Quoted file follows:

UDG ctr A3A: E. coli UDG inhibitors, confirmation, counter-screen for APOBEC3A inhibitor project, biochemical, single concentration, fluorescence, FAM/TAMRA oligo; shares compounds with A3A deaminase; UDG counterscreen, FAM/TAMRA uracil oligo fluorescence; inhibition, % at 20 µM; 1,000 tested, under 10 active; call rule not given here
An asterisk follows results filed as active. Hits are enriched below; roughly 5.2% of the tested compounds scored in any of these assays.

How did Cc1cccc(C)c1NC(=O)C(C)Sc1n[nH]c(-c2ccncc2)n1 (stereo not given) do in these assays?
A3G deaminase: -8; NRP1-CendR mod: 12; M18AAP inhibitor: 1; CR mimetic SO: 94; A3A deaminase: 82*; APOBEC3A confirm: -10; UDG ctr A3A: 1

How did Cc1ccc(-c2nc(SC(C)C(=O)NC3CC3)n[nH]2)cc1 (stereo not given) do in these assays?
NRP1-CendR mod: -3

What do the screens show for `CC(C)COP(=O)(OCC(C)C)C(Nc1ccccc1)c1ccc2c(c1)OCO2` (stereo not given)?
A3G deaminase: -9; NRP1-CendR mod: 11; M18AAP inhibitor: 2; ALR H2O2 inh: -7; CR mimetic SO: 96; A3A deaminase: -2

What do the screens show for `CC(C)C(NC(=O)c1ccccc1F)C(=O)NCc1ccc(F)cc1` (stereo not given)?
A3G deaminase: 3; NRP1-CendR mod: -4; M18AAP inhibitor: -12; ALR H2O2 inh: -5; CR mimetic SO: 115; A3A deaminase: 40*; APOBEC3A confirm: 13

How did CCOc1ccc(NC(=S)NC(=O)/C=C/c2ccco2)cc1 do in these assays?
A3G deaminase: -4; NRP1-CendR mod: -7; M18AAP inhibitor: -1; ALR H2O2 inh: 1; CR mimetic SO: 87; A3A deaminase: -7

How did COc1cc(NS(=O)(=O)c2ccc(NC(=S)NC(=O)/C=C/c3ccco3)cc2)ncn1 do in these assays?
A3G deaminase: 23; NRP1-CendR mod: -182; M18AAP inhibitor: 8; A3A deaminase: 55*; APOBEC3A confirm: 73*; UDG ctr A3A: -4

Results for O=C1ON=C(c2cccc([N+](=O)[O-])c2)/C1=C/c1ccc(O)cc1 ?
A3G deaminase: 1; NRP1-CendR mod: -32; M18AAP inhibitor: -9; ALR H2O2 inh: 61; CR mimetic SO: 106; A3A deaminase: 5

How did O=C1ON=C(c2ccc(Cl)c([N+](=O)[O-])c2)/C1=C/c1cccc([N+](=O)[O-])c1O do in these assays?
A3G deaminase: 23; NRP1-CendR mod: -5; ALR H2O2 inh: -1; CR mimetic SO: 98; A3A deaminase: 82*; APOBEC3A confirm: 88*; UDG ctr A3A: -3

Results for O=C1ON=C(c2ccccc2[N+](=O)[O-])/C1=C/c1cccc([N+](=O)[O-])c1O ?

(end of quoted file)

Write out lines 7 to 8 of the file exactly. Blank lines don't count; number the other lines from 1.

What do the screens show for `CC(C)COP(=O)(OCC(C)C)C(Nc1ccccc1)c1ccc2c(c1)OCO2` (stereo not given)?
A3G deaminase: -9; NRP1-CendR mod: 11; M18AAP inhibitor: 2; ALR H2O2 inh: -7; CR mimetic SO: 96; A3A deaminase: -2